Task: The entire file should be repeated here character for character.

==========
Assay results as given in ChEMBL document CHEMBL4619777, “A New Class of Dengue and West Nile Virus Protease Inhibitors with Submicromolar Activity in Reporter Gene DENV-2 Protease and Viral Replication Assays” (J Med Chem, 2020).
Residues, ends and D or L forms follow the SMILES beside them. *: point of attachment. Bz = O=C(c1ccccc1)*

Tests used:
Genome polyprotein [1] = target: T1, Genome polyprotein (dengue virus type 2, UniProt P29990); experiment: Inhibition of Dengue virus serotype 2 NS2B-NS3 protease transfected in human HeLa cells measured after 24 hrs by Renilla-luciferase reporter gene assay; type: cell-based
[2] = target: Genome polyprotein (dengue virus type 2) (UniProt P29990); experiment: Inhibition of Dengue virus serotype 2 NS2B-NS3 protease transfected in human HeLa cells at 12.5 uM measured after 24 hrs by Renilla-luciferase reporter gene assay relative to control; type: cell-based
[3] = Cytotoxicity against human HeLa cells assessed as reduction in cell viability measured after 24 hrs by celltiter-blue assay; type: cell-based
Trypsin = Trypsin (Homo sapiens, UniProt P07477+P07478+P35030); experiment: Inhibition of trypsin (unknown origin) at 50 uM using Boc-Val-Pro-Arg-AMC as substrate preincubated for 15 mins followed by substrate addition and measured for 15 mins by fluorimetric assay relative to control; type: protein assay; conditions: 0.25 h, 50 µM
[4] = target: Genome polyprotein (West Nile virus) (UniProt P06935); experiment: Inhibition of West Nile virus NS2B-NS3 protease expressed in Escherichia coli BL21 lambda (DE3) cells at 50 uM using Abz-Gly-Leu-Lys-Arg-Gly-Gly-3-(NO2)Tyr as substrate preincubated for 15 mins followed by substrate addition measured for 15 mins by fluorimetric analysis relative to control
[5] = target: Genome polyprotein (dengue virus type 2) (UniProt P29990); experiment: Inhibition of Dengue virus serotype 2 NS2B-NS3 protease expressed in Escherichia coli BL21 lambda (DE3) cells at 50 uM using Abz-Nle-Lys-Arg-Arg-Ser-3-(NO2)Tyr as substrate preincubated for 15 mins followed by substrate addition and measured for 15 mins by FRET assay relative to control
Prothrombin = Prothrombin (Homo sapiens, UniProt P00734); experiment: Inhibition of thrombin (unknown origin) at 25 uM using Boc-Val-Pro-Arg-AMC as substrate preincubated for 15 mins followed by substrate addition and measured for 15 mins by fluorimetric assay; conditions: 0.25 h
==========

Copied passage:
Assay results as given in ChEMBL document CHEMBL4619777, “A New Class of Dengue and West Nile Virus Protease Inhibitors with Submicromolar Activity in Reporter Gene DENV-2 Protease and Viral Replication Assays” (J Med Chem, 2020).
Residues, ends and D or L forms follow the SMILES beside them. *: point of attachment. Bz = O=C(c1ccccc1)*

Tests used:
Genome polyprotein [1] = target: T1, Genome polyprotein (dengue virus type 2, UniProt P29990); experiment: Inhibition of Dengue virus serotype 2 NS2B-NS3 protease transfected in human HeLa cells measured after 24 hrs by Renilla-luciferase reporter gene assay; type: cell-based
[2] = target: Genome polyprotein (dengue virus type 2) (UniProt P29990); experiment: Inhibition of Dengue virus serotype 2 NS2B-NS3 protease transfected in human HeLa cells at 12.5 uM measured after 24 hrs by Renilla-luciferase reporter gene assay relative to control; type: cell-based
[3] = Cytotoxicity against human HeLa cells assessed as reduction in cell viability measured after 24 hrs by celltiter-blue assay; type: cell-based
Trypsin = Trypsin (Homo sapiens, UniProt P07477+P07478+P35030); experiment: Inhibition of trypsin (unknown origin) at 50 uM using Boc-Val-Pro-Arg-AMC as substrate preincubated for 15 mins followed by substrate addition and measured for 15 mins by fluorimetric assay relative to control; type: protein assay; conditions: 0.25 h, 50 µM
[4] = target: Genome polyprotein (West Nile virus) (UniProt P06935); experiment: Inhibition of West Nile virus NS2B-NS3 protease expressed in Escherichia coli BL21 lambda (DE3) cells at 50 uM using Abz-Gly-Leu-Lys-Arg-Gly-Gly-3-(NO2)Tyr as substrate preincubated for 15 mins followed by substrate addition measured for 15 mins by fluorimetric analysis relative to control
[5] = target: Genome polyprotein (dengue virus type 2) (UniProt P29990); experiment: Inhibition of Dengue virus serotype 2 NS2B-NS3 protease expressed in Escherichia coli BL21 lambda (DE3) cells at 50 uM using Abz-Nle-Lys-Arg-Arg-Ser-3-(NO2)Tyr as substrate preincubated for 15 mins followed by substrate addition and measured for 15 mins by FRET assay relative to control
Prothrombin = Prothrombin (Homo sapiens, UniProt P00734); experiment: Inhibition of thrombin (unknown origin) at 25 uM using Boc-Val-Pro-Arg-AMC as substrate preincubated for 15 mins followed by substrate addition and measured for 15 mins by fluorimetric assay; conditions: 0.25 h